Hundreds of yellow, fluffy blobs of mystery material have washed up on the shores of northern France in the past week.
The balls of goo have been found along many miles of the English Channel coastline, according to the Sea-Mer Association, a nonprofit organization that protects coastlines from pollution.
The mysterious yellow clumps look like sponges, very unappetizing hunks of butterscotch mousse or possibly the biggest balls of earwax ever. Tons of them have washed up along a tourist-magnet stretch of France’s Opal Coast.
So far, nobody knows exactly what the mystery material is, though one leading contender is paraffin wax.
Authorities claim the yellow spongey masses aren’t dangerous, at least to their knowledge, the daily news site The Local reported. The samples are being sent to CEDRE (The Center for Documentation, Research and Experimentation on Accidental Water Pollution), which should have results within a week, La Voix du Nord reported.
However, Jonathan Hénicart, president of the Sea-Mer Association, told a local French TV news channel that there’s no way to know for sure if the material is safe and so it shouldn’t be touched.
“It seems to come from an oil product,” Hénicart told channel BFMTV. “It could come from a polyurethane product commonly used for building. And it smells very, very lightly of paraffin.”
Hénicart told La Voix du Nord that the brittle material is greasy to the touch, but looks a bit like yellowpolyurethane balls. One theory is that the material comes from the hot grease in boat exhaust, which freezes when it hits frigid seawater, La Voix du Nord reported.
In an email to Live Science, Hénicart said the material that washed ashore this week does not look like polyeurethane foam, but instead looks more like paraffin, or candle wax, which frequently washes ashore along coastlines. For instance, in May, waxy yellow clumps washed ashore North Yorkshire beaches, the BBC reported. In the aftermath of German beachcontamination with paraffin, the North and Baltic seas were extensively polluted with paraffin wax, according to a 2014 report by the independent Unilever Environmental Group. However, this material doesn’t melt in the sun like paraffin.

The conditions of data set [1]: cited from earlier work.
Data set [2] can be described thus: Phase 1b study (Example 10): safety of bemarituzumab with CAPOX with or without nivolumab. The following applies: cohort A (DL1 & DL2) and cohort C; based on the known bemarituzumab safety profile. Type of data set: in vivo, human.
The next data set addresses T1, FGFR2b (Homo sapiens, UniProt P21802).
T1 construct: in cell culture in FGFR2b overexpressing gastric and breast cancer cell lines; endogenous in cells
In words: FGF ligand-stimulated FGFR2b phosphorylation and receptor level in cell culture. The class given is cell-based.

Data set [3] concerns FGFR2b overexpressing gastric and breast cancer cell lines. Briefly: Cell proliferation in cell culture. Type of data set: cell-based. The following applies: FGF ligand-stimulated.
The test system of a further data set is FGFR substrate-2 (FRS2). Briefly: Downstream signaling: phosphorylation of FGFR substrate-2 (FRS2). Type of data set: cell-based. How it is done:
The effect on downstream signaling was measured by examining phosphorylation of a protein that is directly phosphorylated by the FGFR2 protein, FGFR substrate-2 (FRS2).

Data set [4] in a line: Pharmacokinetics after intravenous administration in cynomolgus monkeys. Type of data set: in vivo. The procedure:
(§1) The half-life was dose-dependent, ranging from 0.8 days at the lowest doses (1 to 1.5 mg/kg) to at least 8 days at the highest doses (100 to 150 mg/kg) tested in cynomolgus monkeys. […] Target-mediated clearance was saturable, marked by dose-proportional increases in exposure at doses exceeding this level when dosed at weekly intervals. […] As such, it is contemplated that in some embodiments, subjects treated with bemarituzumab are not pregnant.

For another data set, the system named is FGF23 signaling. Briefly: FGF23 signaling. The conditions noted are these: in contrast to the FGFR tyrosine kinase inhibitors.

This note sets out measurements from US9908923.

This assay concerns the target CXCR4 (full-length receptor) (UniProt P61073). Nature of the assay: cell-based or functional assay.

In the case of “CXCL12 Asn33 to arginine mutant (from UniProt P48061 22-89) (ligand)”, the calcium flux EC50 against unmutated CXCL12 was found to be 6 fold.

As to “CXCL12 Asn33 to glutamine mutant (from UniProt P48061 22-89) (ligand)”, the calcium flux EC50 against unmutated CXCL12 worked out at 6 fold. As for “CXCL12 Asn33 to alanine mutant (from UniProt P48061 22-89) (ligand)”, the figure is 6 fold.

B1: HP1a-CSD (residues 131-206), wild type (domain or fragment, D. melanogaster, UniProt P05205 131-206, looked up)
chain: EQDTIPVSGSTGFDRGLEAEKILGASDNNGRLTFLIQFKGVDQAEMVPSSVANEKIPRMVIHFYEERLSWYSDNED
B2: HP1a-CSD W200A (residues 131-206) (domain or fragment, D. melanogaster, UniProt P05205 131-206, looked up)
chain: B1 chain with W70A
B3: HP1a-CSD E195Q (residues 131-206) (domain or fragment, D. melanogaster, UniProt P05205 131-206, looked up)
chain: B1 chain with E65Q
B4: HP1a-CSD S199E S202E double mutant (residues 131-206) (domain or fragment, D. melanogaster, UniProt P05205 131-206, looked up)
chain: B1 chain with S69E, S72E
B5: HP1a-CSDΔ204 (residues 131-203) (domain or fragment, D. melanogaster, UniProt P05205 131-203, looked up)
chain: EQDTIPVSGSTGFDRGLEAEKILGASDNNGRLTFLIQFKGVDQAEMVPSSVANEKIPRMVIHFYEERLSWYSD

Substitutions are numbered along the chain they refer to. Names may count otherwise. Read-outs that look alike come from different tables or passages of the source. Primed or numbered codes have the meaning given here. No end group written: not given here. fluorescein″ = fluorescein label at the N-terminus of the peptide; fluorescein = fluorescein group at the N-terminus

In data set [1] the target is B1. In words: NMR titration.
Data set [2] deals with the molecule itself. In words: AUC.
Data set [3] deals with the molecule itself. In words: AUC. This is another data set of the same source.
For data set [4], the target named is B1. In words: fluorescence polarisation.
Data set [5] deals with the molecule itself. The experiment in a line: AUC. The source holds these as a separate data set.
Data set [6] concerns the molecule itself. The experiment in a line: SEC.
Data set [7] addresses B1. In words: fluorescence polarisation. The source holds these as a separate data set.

Paraffin wax is typically made up of long strands of hydrocarbons and is used for insulation, lubrication, corrosion protection, cosmetics and candles. Paraffin is often transported in large quantities by tanker ships, and because it floats, will rise to the top of the water and wash ashore in clumps, where it mixes with sand and other contaminants, according to the 2014 report.
The coastline of the English Channel, where the goo was sighted, sees heavy shipping traffic. As a result, weird things washing ashore are not uncommon. In general, beaches are both idyllic and the source of some truly weird flotsam. From dead, rotting whales, to ice balls, to mysterious sea pickles, odd, gross and perplexing items are always being tossed onto land by the sea.
Source: Live Science